Forecasters said an absolute maximum of 43C (109F) is possible later on – and the highs in England are equal to the warmest spots anywhere in Europe today. The UK is also hotter than Jamaica, the Maldives and Barbados.

London Fire Brigade declared a ‘major incident’ in response to a huge surge in fires across the capital today as it came under ‘immense pressure’, with 15 fire engines and 100 firefighters dealing with the Wennington blaze alone.

The fire is believed to have started in grassland before spreading to nearby buildings close to a fire station. Aerial footage has shown smoke covering the village while nearby grassland and outbuildings continue to burn.

Two women dip their heads into the fountain to cool off at Trafalgar Square in London this morning amid the extreme heat

A packed Brighton beach in East Sussex this afternoon on day two of the red extreme heat warning

And smoke drifted over the M25 as almost 200 firefighters and 30 fire engines tried to extinguish a corn field blaze in Upminster. Firefighters in London said they were battling ‘several significant fires’.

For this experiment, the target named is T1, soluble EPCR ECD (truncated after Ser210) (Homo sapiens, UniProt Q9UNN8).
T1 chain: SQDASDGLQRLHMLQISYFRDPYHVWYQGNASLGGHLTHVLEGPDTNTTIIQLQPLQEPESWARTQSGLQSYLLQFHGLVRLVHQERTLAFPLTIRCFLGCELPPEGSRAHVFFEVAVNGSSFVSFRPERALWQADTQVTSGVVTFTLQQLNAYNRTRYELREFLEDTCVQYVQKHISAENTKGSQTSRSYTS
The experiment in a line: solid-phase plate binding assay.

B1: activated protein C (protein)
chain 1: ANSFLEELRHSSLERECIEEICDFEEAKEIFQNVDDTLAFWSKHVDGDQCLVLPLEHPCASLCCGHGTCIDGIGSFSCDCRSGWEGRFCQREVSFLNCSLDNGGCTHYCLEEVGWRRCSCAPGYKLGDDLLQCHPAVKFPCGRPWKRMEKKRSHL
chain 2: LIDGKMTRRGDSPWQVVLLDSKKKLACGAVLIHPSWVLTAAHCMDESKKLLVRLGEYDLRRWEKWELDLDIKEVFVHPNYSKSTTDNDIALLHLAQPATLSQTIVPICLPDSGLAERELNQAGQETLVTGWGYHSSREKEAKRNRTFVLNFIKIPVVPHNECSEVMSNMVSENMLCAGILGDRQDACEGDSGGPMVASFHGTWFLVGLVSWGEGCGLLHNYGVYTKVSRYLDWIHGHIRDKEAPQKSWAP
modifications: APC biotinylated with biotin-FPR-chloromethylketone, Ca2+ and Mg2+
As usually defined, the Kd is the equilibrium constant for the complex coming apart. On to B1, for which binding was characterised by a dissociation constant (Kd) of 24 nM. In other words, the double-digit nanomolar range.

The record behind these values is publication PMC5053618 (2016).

Transport Secretary Grant Shapps told people across Britain today to ‘apply common sense’ and ‘depending on the nature of your journey and reason for it, you might want to consider rearranging your day around it’. 

But the sight of parts of the UK shutting down sparked a backlash, with complaints that ministers and health chiefs were ‘acting like nanny’ – while holidaymakers were delayed yesterday as a part of runway at Luton Airport melted.

Today, the Supreme Court in London was closed to visitors because of the heat and an air-conditioning fault. A sign was posted at the building’s entrance explaining the problem, although hearings could still be viewed online. 

But the extreme heat is likely to end with a bang tomorrow, with the Met Office issuing a thunderstorm warning for between 1pm and 9pm across the South East amid concerns of sudden flooding, lightning strikes and power cuts. Forecasters said up to 1.2in (30mm) of rain could fall in some areas in just an hour and 2in (50mm) in three hours.